City transfers Stony Point parking lots to mall’s owners at no cost

Richmond transfers parking lot ownership to Stony Point mall owners

Richmond’s Economic Development Authority transferred parking lot land it owned at Stony Point Fashion Park to the mall’s owners. (BizSense file)

With Stony Point Fashion Park’s future ownership up in the air, the city’s Economic Development Authority has shed its real estate holdings around the Southside mall.

On Nov. 18 the EDA’s board voted to transfer ownership of the roughly 41-acre parking lot around Stony Point Fashion Park to the mall’s current owners, EDA Chairman John Molster confirmed.

The deal, which comes as the rest of the mall was recently listed for sale, involved no money changing hands and was nearly two decades in the making. The 2002 agreement between the city and the mall’s original developer included a clause that allowed the mall owner to exercise an option to take ownership of the parking lot acreage.

That transfer could be made so long as three separate appraisals valued the parking space at less than $13.5 million, Molster said.

“The process was to have a total of three appraisers — one chosen by mall owner, one by the EDA, then a third chosen by both — go in and put a value on the lot,” he said, noting that the appraisals were completed earlier this year.

If the appraisers valued the land at more than $13.5 million, the mall’s ownership would pay the EDA that amount, and the EDA would then have passed on the money to the City of Richmond. But Molster said the three appraisals came in well below that figure and, per the terms of the contract, the EDA is transferring the ownership to mall ownership at no cost.

Molster said the $13.5 million appraisal figure was chosen in the original contract because it represents the investment the city made into the infrastructure around the property leading to the development of Stony Point.

“I think if you look at it, the city has done really well on their investment they’ve made in establishing the mall back in 2002,” Molster said. “If you look at the property tax collection, real estate tax collection, (and) sales tax collection that the city’s done at the mall, it’s been a nice return for the city.”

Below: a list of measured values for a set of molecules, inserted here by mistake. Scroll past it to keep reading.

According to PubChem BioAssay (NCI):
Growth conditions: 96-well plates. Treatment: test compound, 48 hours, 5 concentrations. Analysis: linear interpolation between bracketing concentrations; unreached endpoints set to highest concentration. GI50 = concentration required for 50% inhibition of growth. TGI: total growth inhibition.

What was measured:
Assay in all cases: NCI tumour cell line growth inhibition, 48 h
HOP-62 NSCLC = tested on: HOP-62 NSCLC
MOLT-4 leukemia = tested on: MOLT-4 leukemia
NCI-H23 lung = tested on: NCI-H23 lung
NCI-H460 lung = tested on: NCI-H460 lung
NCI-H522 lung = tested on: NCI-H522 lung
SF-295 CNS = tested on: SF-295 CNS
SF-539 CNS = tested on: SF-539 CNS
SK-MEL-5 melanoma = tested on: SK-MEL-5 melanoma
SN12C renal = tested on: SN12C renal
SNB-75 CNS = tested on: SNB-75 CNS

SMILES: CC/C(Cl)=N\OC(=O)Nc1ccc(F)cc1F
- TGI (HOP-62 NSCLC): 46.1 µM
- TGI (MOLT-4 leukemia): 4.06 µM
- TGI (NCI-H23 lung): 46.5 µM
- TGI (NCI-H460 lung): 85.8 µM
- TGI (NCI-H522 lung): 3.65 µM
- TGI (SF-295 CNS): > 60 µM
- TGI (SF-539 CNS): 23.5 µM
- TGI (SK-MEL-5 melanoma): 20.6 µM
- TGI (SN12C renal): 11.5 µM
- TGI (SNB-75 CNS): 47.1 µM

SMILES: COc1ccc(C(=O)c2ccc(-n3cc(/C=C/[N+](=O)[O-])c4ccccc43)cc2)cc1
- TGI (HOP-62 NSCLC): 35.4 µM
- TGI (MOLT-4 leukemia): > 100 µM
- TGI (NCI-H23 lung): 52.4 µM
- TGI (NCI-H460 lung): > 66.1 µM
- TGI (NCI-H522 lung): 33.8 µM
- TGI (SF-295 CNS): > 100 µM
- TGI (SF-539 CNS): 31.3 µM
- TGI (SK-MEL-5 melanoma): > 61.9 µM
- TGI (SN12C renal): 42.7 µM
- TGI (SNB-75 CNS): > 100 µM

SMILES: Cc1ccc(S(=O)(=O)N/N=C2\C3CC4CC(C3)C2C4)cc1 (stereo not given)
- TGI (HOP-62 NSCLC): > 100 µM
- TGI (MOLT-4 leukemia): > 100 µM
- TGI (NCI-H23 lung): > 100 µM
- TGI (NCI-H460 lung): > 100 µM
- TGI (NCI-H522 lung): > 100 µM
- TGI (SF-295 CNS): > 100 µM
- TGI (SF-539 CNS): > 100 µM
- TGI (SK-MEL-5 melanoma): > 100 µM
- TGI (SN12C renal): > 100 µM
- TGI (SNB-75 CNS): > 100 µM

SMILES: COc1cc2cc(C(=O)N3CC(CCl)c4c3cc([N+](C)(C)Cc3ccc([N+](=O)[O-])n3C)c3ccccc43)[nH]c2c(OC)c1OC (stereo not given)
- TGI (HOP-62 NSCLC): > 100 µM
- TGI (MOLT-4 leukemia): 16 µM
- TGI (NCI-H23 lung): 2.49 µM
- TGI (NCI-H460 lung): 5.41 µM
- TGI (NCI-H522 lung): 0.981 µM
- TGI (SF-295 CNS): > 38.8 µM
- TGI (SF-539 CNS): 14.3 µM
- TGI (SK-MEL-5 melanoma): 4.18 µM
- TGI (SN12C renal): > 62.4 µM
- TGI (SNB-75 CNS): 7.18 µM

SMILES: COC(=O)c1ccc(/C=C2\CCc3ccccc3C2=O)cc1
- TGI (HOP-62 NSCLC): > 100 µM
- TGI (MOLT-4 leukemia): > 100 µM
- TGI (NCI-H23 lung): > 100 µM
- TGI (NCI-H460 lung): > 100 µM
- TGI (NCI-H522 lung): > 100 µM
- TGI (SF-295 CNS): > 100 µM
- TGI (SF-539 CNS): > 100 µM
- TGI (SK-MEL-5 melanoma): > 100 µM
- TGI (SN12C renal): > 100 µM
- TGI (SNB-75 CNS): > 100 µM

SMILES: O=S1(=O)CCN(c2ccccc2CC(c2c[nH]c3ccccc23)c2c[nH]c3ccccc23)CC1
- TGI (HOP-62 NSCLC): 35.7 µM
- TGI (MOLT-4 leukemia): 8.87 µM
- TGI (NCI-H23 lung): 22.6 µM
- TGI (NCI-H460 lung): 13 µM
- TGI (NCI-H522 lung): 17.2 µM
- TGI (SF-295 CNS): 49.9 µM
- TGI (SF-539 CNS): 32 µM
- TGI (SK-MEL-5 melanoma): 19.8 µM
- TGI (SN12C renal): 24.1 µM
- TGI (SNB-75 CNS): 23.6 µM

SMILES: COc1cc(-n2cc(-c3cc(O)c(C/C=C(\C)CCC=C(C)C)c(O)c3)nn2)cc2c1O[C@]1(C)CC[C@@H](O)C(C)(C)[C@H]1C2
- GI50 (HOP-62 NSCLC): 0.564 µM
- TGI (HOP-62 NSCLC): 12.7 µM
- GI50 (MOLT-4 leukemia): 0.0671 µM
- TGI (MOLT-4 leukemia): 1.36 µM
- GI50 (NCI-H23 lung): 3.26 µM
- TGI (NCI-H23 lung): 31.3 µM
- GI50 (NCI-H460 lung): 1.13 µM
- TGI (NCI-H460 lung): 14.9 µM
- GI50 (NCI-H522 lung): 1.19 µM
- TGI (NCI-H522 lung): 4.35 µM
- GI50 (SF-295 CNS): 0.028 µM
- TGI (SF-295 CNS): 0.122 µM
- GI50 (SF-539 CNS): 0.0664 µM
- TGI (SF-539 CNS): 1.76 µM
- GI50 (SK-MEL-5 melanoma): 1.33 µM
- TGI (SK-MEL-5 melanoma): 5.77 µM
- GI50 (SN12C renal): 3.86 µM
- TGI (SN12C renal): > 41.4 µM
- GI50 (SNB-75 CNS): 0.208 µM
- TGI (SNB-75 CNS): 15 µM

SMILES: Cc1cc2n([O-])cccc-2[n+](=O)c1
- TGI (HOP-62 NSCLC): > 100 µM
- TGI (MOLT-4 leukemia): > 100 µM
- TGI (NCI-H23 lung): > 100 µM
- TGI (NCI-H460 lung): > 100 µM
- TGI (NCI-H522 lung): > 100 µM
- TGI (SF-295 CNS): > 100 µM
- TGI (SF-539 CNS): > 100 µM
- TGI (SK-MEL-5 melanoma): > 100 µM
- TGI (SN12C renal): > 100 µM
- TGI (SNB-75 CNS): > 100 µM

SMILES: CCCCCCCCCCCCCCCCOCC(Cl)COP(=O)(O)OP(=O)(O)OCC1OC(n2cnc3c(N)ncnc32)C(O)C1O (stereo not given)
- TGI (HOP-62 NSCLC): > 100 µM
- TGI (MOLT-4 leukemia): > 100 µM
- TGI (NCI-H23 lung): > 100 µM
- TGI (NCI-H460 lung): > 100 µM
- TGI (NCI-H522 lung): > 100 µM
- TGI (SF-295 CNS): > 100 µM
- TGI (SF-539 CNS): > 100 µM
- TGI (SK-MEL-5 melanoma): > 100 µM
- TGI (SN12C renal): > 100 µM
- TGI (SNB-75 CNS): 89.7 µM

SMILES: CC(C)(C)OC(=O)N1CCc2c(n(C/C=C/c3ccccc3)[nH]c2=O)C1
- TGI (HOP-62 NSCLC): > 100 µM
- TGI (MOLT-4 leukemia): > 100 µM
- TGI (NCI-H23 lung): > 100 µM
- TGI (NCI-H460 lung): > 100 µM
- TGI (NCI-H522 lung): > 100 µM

While the city maintained ownership of the parking prior to the transfer, the mall’s ownership has paid for maintenance and upkeep.

The property transfer has yet to be recorded with the city’s online records, but Molster said he believes it will be soon.

Taubman Centers was the mall’s original developer, and opened Stony Point in 2003, the same year Short Pump Town Center opened in Henrico. Florida-based Starwood Capital Group purchased Stony Point for $72 million in 2014. But in January 2020, Starwood fell behind on its loan payments and into default. That led to a special servicer being hired by the noteholder to take over the mall and oversee its operations.

The parking lot transfer comes as the mall and its 62-acre site are listed for sale as a potential redevelopment opportunity. Now that the special servicer owns both the mall and the parking lot, redevelopment can occur.

“That’s up to the mall owner, as to what happens next. We would encourage the maximum usage of the property, but that’s up to them,” Molster said.

The city’s new Richmond 300 master plan includes a reconsideration of Stony Point, suggesting a would-be green space and park nearby along Chippenham Parkway and mixed-use residential buildings surrounding the mall, all connected by trails and greenways.

With an occupancy rate that hovers between 60 and 70 percent, the 687,000-square-foot mall has seen plenty of churn in recent years, welcoming in new tenants like Edible Education and Stumpy’s Hatchet House, while chains like Banana Republic and Sur La Table have exited.

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Brian Glass
Brian Glass
1 month ago

Does the occupancy rate of 60-70% at Stony Point include the Dillard’s and Saks Fifth Avenue spaces? If they aren’t included the vacancy rate would be substantially higher. In any event redevelopment is in order for a mall that, in my opinion, was conceived as a “spite ” mall by the Taubman Company, when Regency Square was being challenged by the forthcoming Short Pump Town Center. It obviously didn’t work out as planned. The best parts of Stony Point are Flemings, P.F .Chang, the Cine Bistro, and the fact that it’s dog friendly. The Rebkee Company should be contacted for… Read more »

julie weissend
julie weissend
1 month ago


Randolph Carter
Randolph Carter
1 month ago

The problem with Stony Point is that you just can’t fix a bad location.